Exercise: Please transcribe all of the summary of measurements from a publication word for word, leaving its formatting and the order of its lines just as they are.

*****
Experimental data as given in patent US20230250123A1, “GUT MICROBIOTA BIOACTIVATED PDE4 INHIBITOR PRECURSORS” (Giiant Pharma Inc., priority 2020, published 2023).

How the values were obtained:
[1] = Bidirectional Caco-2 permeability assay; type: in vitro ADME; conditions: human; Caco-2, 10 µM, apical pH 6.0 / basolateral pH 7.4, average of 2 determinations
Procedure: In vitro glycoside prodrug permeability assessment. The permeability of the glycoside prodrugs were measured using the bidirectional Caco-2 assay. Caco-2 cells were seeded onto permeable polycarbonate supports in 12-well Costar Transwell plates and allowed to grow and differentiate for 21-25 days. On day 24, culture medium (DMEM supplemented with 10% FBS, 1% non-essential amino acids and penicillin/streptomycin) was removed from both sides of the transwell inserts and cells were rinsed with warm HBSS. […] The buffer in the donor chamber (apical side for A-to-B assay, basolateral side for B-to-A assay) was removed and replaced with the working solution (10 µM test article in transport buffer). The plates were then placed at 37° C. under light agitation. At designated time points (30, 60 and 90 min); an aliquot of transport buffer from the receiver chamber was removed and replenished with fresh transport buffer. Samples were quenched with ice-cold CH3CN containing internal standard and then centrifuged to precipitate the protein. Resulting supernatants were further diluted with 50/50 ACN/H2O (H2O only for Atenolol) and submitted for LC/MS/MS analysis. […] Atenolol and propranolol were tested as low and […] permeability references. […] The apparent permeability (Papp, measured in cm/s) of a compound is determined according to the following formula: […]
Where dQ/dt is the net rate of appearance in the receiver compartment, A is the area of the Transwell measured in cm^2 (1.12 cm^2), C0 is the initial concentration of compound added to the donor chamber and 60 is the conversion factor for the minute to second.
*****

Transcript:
Experimental data as given in patent US20230250123A1, “GUT MICROBIOTA BIOACTIVATED PDE4 INHIBITOR PRECURSORS” (Giiant Pharma Inc., priority 2020, published 2023).

How the values were obtained:
[1] = Bidirectional Caco-2 permeability assay; type: in vitro ADME; conditions: human; Caco-2, 10 µM, apical pH 6.0 / basolateral pH 7.4, average of 2 determinations
Procedure: In vitro glycoside prodrug permeability assessment. The permeability of the glycoside prodrugs were measured using the bidirectional Caco-2 assay. Caco-2 cells were seeded onto permeable polycarbonate supports in 12-well Costar Transwell plates and allowed to grow and differentiate for 21-25 days. On day 24, culture medium (DMEM supplemented with 10% FBS, 1% non-essential amino acids and penicillin/streptomycin) was removed from both sides of the transwell inserts and cells were rinsed with warm HBSS. […] The buffer in the donor chamber (apical side for A-to-B assay, basolateral side for B-to-A assay) was removed and replaced with the working solution (10 µM test article in transport buffer). The plates were then placed at 37° C. under light agitation. At designated time points (30, 60 and 90 min); an aliquot of transport buffer from the receiver chamber was removed and replenished with fresh transport buffer. Samples were quenched with ice-cold CH3CN containing internal standard and then centrifuged to precipitate the protein. Resulting supernatants were further diluted with 50/50 ACN/H2O (H2O only for Atenolol) and submitted for LC/MS/MS analysis. […] Atenolol and propranolol were tested as low and […] permeability references. […] The apparent permeability (Papp, measured in cm/s) of a compound is determined according to the following formula: […]
Where dQ/dt is the net rate of appearance in the receiver compartment, A is the area of the Transwell measured in cm^2 (1.12 cm^2), C0 is the initial concentration of compound added to the donor chamber and 60 is the conversion factor for the minute to second.